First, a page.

Motorcycle travel connects you to the land in a unique and singular way. You sense the size of the world as it rolls beneath your wheels. You feel the massive forces shaping the terrain as you traverse it. You acknowledge the footsteps of native tribes and settlers that came before. And you learn that your presence is but a speck in time and that permanence is a mirage.
The sky is blue, the mood is relaxed, and the mind and body are rested after a day off in Grangeville, ID. I cut across a broad-shouldered valley the color of straw before climbing into the pine-laden foothills. The road descends and follows the Salmon River as it cuts a deep canyon with walls of rock rising on either side.
I steer away from the river and the temperature rises. Steep, rounded hills turn golden brown as the road winds its way to the Brownlee Reservoir on the Snake River. Pirsig and his son Chris camped here. I ride on, but not before cooling off in the river.
A fellow rider is plying these same roads in the late afternoon heat. For a short while, we dance with the apexes, two riders connected by an invisible bungee. I stop for a photo and the bungee is broken. The irrigated fields are green with life—the rest is rocky, barren, and dry.
Baker City, OR, reclines in the valley, its broad streets quiet. I shower and walk to dinner. The evening cools.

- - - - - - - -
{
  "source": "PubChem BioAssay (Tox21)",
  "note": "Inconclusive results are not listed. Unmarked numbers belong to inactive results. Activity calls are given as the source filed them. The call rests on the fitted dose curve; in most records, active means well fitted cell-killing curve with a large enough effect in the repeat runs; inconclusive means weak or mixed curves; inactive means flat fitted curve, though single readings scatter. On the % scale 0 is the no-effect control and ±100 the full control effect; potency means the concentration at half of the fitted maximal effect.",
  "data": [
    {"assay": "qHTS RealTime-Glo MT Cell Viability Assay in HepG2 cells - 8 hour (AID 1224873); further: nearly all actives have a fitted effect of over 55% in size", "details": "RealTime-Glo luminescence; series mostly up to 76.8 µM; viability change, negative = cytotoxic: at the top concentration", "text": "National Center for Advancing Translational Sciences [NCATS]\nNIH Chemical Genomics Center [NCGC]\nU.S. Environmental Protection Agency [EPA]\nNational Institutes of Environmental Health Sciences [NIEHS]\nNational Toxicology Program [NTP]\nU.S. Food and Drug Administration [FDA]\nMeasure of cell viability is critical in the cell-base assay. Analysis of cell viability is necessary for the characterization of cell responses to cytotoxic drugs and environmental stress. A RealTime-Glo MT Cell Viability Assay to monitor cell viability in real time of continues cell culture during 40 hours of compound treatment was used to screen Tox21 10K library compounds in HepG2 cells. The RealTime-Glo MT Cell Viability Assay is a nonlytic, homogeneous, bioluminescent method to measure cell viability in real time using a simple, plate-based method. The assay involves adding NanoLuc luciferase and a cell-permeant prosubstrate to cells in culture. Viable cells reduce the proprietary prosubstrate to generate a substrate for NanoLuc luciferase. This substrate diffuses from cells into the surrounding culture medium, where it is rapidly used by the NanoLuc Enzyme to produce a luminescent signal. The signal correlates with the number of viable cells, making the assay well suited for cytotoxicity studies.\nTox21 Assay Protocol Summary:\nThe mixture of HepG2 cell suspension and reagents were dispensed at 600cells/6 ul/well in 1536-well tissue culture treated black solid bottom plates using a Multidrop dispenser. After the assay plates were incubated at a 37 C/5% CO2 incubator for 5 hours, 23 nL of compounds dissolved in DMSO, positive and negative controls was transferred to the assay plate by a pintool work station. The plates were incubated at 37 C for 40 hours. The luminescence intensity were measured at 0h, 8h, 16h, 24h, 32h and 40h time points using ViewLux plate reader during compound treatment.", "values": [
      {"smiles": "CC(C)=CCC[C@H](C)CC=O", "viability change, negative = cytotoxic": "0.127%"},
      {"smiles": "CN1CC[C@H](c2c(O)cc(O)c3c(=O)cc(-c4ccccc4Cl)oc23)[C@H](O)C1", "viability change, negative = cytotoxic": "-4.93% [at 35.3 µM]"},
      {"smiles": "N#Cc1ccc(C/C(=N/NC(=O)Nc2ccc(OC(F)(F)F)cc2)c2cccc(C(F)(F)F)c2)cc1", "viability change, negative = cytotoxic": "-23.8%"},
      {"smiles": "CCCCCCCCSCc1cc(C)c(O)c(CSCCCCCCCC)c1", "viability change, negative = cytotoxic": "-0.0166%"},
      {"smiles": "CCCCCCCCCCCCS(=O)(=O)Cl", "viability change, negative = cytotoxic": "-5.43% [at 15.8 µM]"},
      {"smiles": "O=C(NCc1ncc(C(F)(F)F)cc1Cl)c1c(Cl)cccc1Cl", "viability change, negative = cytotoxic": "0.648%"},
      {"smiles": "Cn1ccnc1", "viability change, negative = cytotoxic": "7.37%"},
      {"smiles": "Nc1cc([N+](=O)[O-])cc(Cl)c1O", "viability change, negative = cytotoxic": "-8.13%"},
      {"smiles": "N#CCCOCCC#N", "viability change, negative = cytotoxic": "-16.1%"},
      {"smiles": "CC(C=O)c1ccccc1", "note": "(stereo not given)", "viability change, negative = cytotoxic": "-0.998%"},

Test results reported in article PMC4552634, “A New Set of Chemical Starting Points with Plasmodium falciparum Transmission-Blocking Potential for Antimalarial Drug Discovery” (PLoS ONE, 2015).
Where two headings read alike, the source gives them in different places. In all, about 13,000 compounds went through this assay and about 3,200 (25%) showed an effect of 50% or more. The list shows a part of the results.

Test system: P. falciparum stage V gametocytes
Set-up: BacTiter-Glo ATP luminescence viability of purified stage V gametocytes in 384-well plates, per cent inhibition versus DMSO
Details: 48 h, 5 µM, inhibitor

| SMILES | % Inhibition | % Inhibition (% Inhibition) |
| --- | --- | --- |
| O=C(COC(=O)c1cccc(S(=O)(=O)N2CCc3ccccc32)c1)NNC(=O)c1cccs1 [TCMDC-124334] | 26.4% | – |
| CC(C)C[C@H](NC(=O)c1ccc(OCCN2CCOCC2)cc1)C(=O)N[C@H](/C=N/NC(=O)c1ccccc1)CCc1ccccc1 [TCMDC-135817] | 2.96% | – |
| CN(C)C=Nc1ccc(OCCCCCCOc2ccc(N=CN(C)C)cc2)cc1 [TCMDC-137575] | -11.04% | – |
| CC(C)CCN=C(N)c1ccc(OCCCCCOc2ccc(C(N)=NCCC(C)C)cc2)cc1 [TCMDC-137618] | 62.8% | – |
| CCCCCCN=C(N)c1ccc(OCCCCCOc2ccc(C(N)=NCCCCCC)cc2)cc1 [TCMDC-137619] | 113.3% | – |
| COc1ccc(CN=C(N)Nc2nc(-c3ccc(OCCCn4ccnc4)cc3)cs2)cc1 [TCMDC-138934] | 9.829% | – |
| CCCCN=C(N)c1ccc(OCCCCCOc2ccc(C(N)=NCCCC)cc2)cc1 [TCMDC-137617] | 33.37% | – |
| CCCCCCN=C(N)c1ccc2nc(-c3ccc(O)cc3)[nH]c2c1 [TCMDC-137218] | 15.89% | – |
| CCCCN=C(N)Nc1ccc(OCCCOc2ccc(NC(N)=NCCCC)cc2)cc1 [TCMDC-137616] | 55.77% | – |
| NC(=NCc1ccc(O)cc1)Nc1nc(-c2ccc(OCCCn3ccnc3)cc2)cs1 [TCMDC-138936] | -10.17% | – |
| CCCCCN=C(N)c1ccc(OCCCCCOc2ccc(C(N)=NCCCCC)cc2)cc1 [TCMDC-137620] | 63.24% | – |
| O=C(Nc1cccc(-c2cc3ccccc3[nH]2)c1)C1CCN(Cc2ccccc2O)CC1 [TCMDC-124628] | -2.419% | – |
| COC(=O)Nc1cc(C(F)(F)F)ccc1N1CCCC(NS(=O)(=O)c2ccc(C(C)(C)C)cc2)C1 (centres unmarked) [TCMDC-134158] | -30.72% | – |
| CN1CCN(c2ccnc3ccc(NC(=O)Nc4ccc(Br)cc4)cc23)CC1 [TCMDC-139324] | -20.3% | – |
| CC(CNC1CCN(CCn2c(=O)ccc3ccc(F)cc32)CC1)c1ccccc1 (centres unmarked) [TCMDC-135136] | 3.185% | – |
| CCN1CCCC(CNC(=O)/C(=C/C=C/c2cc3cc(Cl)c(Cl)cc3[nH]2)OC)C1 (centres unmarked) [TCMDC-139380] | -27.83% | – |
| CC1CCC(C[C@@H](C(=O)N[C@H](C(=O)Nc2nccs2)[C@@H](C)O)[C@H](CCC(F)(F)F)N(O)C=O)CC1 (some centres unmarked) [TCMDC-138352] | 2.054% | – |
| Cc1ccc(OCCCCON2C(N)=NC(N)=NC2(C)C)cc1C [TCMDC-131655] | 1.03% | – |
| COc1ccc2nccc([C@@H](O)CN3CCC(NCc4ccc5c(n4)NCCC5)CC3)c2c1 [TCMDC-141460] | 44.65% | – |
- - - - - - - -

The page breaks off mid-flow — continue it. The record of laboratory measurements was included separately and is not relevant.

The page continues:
“I wish I knew what to say to him. Or what to ask. He seems so close at times, and yet the closeness has nothing to do with what is asked or said. Then at other times he seems very far away and sort of watching me from some vantage point I don’t see.”
Motorcycle & Gear
Helmet: Scorpion EXO-ST1400
Jacket & Pants: Klim Induction
Boots: REV’IT! Everest GTX
Comm System: UClear Motion 4
Luggage: Rigg Gear Hurricane Dry Duffle 40L, Hurricane Waterproof Dry Tank Bag, Nelson-Rigg Mini Expandable Sport
Motorcycle Saddlebags, Chrome Niko Camera Backpack
Cameras: Panasonic Lumix G80 and G100, DJI Mini 3 Pro, Insta360
Rain Gear: Klim pants, Showers Pass jacket
Safety Gear: Klim Ai-1 airbag vest, Spot Gen 4
With the Sutherlands heading back to Minneapolis, Pirsig and his son Chris had to face the friction in their relationship. Some of it was typical father-son friction, but some of it wasn’t.
I relish the cool, green morning solitude of Umatilla National Forest. I catch 40 winks in a thin shade created by a restaurant sign (closed for the day) before descending into the John Day River valley. In just a handful of miles, the land is shorn of trees and shade. The Elkhorn Mountains are to my right, the Strawberry Mountains are to my left, and hot air sits in the valley. The heat soaks me and the cross-country bicyclists also traversing this route. A tall milkshake in a busy ice cream shop momentarily takes the edge off.
I’m back on the bike but not for long as the river valley widens and grows. From the Mascall Overlook, you can see through space and time, across the broad, dry valley and—in the layers of rock and sedimentary volcanic ash piled up like a layer cake—into the distant past. Across the valley, the river cuts through eons of rock at Picture Gorge. That is our route out of the valley and toward tomorrow.